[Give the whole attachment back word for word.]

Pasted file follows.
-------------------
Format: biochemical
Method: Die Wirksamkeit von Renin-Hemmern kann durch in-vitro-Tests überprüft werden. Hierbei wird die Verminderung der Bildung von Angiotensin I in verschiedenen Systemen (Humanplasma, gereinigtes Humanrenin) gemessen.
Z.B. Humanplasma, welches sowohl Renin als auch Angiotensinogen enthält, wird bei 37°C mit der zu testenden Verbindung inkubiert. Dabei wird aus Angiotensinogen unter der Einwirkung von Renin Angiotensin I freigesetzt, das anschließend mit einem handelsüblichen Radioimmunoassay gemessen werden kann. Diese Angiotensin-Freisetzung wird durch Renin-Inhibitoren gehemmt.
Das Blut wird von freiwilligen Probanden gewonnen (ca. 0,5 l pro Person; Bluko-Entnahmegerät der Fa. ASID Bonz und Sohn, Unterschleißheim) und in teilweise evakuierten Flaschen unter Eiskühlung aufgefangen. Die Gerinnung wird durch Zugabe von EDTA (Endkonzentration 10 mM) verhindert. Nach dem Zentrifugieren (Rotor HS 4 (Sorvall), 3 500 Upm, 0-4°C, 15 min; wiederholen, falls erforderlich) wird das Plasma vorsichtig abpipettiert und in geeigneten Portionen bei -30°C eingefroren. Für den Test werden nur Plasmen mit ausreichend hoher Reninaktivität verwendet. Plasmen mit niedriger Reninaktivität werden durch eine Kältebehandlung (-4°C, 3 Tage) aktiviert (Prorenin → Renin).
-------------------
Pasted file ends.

Format: biochemical
Method: Die Wirksamkeit von Renin-Hemmern kann durch in-vitro-Tests überprüft werden. Hierbei wird die Verminderung der Bildung von Angiotensin I in verschiedenen Systemen (Humanplasma, gereinigtes Humanrenin) gemessen.
Z.B. Humanplasma, welches sowohl Renin als auch Angiotensinogen enthält, wird bei 37°C mit der zu testenden Verbindung inkubiert. Dabei wird aus Angiotensinogen unter der Einwirkung von Renin Angiotensin I freigesetzt, das anschließend mit einem handelsüblichen Radioimmunoassay gemessen werden kann. Diese Angiotensin-Freisetzung wird durch Renin-Inhibitoren gehemmt.
Das Blut wird von freiwilligen Probanden gewonnen (ca. 0,5 l pro Person; Bluko-Entnahmegerät der Fa. ASID Bonz und Sohn, Unterschleißheim) und in teilweise evakuierten Flaschen unter Eiskühlung aufgefangen. Die Gerinnung wird durch Zugabe von EDTA (Endkonzentration 10 mM) verhindert. Nach dem Zentrifugieren (Rotor HS 4 (Sorvall), 3 500 Upm, 0-4°C, 15 min; wiederholen, falls erforderlich) wird das Plasma vorsichtig abpipettiert und in geeigneten Portionen bei -30°C eingefroren. Für den Test werden nur Plasmen mit ausreichend hoher Reninaktivität verwendet. Plasmen mit niedriger Reninaktivität werden durch eine Kältebehandlung (-4°C, 3 Tage) aktiviert (Prorenin → Renin).